If you are one of the over 40 million family caregivers in the U.S. providing care for an aging parent or relative, chances are you wear several hats including chauffeur, insurance wrangler, cook, housekeeper, pharmacist, nurse, and therapist. The truth is that many seniors struggle with feelings of loneliness, anxiety, and depression, and it falls to their care network to help them stay positive and seek help.
Everything from hearing loss to mobility impairment can strip a senior of their sense of independence and self-reliance, so finding creative and fun ways to boost their mood is a must. Check out these top ideas:
Give Their Mobility Aid a Makeover
If having to use a cane, walker, or wheelchair has your loved one feeling down in the pits, help them embrace the situation more positively by upgrading their mobility aid with some helpful add-ons. Personalize your wheelchair or your loved one’s with helpful accessories like bags, baskets, and hanging pockets that make toting around personal items easier. Decorate their cane or walker with a bright-colored paint job. Add padded grip covers and cushions for extra comfort or don their cane with a helpful wrist strap.
Few things fill the heart quite like helping others. Even if your aging parent isn’t able to get out of the house to help at the food pantry or join the walk-a-thon, they can still make a difference in the lives of others right from home. Online tutoring, making a meal for a local children’s shelter or neighbor in need, joining a local political group to make calls or do neighborhood canvassing, putting together bags of toiletries, water, socks, and snacks for homeless people . . . the ideas are endless. Serving others helps to re-instill a sense of purpose in your loved one’s life and can be just the silver lining they’re looking for.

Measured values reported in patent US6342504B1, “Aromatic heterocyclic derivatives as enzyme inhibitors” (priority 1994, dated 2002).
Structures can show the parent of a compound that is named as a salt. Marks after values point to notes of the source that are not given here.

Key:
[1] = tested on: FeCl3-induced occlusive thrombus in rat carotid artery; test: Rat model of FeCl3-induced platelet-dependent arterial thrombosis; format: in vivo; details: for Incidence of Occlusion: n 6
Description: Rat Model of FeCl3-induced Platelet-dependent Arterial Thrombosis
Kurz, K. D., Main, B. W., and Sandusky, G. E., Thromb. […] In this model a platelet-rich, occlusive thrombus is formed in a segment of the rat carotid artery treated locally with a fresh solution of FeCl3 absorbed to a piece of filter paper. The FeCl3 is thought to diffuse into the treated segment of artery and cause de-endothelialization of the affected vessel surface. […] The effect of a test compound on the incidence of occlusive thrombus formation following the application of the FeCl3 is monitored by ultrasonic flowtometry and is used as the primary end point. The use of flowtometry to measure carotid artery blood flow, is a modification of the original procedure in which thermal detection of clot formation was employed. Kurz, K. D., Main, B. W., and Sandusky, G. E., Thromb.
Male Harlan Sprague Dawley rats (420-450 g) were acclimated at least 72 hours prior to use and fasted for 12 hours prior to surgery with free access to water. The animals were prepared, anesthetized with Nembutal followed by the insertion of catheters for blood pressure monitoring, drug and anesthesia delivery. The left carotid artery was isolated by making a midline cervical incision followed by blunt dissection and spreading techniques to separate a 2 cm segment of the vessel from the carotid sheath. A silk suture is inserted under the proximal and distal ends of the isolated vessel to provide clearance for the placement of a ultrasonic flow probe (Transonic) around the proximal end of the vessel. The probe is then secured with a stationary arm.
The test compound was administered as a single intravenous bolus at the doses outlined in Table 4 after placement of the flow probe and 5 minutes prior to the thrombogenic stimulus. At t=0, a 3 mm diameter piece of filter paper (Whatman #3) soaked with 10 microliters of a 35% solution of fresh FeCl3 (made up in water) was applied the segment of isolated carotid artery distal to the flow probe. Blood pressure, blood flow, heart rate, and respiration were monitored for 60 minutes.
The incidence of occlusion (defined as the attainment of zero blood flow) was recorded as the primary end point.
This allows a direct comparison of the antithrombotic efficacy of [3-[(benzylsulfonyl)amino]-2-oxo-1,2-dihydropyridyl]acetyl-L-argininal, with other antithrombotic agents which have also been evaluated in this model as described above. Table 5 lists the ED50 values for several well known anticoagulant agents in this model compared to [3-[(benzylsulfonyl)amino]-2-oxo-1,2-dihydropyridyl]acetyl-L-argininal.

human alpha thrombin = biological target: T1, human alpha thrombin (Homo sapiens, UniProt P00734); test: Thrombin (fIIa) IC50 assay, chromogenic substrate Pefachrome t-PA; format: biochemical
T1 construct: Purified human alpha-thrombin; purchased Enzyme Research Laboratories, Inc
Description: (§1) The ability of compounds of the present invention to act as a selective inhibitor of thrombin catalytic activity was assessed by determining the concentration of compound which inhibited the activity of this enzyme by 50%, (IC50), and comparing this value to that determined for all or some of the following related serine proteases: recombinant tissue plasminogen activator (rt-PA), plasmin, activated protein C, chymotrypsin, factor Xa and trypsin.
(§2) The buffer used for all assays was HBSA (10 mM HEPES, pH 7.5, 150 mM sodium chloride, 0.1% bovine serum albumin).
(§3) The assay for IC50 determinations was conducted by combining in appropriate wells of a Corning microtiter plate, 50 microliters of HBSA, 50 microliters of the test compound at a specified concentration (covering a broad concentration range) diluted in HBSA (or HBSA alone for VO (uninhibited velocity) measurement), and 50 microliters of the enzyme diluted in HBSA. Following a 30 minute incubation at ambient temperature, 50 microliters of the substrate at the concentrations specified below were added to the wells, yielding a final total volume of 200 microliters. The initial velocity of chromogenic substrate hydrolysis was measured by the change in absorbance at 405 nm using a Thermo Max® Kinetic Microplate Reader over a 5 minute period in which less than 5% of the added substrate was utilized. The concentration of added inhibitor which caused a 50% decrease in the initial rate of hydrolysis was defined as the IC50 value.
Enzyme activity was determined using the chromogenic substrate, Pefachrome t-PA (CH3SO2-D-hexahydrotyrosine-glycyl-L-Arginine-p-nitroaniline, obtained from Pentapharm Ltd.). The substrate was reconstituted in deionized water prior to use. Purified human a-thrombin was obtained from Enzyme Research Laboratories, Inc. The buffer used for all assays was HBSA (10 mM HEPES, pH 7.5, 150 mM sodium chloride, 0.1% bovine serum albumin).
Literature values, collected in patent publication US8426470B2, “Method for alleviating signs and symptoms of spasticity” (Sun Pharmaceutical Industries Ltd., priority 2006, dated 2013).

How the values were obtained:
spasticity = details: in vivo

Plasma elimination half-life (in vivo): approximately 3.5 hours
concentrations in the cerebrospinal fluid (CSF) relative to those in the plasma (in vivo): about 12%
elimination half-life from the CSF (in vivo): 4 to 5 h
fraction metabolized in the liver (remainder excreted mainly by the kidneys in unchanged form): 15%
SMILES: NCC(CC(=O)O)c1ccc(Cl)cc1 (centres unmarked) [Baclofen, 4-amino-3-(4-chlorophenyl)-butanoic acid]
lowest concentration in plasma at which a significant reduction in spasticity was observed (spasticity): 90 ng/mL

Video Chat Faraway Friends and Family
Maintaining strong social connections and interacting with other people goes a long way to fighting depression in seniors as well as keeping their minds sharp. It’s not easy to make long trips to see faraway relatives and friends, and talking on the phone isn’t always the clearest experience. Set up a free, live video chat for your loved one instead with services like Skype or Google+ Hangout. You will need a webcam/mic if you don’t already have one installed on your computer, however, it’s super easy to video call someone over Wifi (for free!) and chat with them face to face.
Listen to Music
A growing body of research is pointing to more and more benefits when it comes to the idea of ‘music therapy’. Music has not only been shown to help thwart motor impairment associated with conditions like Parkinson’s disease, but it can also improve mood and help relieve stress. For older adults with dementia, listening to nostalgic music from their younger years may help stimulate stronger memory and cognitive functioning too. Free services like Spotify and Pandora let you create playlists of songs based on genres and artists your loved one enjoys, try them out today!